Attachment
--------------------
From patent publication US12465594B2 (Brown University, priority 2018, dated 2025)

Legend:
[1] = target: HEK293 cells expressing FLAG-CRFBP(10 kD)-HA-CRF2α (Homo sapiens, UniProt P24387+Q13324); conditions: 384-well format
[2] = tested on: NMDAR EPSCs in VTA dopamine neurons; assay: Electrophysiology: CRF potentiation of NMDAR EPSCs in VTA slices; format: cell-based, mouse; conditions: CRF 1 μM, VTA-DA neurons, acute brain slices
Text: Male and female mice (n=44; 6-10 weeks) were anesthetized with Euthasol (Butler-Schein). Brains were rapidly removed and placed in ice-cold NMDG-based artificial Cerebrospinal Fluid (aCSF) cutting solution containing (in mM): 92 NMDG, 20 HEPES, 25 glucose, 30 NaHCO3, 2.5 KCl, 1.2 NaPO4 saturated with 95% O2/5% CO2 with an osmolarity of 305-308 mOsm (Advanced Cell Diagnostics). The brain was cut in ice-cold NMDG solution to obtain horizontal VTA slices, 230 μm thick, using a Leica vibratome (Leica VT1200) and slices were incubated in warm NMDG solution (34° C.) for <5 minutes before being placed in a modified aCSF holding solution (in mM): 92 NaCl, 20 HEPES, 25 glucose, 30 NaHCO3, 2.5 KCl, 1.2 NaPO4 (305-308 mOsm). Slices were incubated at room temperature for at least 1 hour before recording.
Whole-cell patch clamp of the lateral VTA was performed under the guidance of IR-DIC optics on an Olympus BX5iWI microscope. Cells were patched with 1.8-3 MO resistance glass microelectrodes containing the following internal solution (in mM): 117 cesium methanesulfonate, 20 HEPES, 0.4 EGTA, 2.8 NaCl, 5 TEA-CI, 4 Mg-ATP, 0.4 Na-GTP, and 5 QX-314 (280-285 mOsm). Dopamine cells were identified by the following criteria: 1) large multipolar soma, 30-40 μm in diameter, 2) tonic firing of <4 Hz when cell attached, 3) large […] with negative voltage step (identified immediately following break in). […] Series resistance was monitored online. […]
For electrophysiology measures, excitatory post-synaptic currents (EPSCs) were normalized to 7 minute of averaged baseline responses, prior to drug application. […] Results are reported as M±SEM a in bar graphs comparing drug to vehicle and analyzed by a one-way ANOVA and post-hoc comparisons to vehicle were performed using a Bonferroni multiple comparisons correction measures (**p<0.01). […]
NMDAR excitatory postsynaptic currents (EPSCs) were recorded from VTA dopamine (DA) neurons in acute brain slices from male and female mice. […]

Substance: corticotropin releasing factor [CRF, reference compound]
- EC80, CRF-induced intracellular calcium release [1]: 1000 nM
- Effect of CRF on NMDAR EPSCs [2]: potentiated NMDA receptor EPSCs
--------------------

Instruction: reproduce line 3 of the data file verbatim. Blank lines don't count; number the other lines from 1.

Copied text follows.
[1] = target: HEK293 cells expressing FLAG-CRFBP(10 kD)-HA-CRF2α (Homo sapiens, UniProt P24387+Q13324); conditions: 384-well format